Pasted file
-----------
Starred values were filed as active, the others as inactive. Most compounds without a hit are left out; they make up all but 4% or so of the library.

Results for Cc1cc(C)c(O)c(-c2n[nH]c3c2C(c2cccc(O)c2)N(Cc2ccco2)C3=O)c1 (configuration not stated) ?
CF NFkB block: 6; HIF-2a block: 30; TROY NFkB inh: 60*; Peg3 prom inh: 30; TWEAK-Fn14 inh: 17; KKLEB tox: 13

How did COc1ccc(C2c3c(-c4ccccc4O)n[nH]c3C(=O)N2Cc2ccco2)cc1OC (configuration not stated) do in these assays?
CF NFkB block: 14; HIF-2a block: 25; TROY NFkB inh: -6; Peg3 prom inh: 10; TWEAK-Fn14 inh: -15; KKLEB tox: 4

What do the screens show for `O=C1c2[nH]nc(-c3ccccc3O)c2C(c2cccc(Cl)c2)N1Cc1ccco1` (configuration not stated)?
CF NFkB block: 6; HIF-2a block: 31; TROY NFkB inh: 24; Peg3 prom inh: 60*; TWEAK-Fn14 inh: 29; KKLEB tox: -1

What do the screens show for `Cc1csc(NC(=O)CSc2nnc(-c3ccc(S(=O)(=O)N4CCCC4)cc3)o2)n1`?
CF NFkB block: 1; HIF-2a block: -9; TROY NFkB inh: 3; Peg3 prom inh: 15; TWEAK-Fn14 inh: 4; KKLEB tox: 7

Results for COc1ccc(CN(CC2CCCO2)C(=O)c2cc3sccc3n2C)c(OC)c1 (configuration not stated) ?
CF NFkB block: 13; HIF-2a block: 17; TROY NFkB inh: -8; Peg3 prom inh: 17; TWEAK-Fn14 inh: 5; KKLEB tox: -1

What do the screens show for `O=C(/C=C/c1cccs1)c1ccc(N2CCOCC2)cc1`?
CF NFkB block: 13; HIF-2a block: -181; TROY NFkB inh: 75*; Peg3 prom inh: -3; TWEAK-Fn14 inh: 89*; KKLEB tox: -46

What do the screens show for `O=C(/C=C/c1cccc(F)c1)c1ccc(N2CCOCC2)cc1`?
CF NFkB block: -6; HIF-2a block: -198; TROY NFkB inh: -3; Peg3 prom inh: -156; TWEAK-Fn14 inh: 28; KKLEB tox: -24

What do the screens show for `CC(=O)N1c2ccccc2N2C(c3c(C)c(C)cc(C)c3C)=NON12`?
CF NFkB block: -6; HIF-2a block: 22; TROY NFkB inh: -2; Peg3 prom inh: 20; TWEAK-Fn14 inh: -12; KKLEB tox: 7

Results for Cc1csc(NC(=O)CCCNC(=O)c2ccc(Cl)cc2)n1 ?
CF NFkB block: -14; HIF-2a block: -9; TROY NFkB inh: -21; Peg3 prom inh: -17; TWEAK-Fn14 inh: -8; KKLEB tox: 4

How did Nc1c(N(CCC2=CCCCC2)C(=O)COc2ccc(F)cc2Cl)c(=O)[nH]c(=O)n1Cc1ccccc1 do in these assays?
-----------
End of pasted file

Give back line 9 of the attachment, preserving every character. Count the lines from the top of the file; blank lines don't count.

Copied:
CF NFkB block: 1; HIF-2a block: -9; TROY NFkB inh: 3; Peg3 prom inh: 15; TWEAK-Fn14 inh: 4; KKLEB tox: 7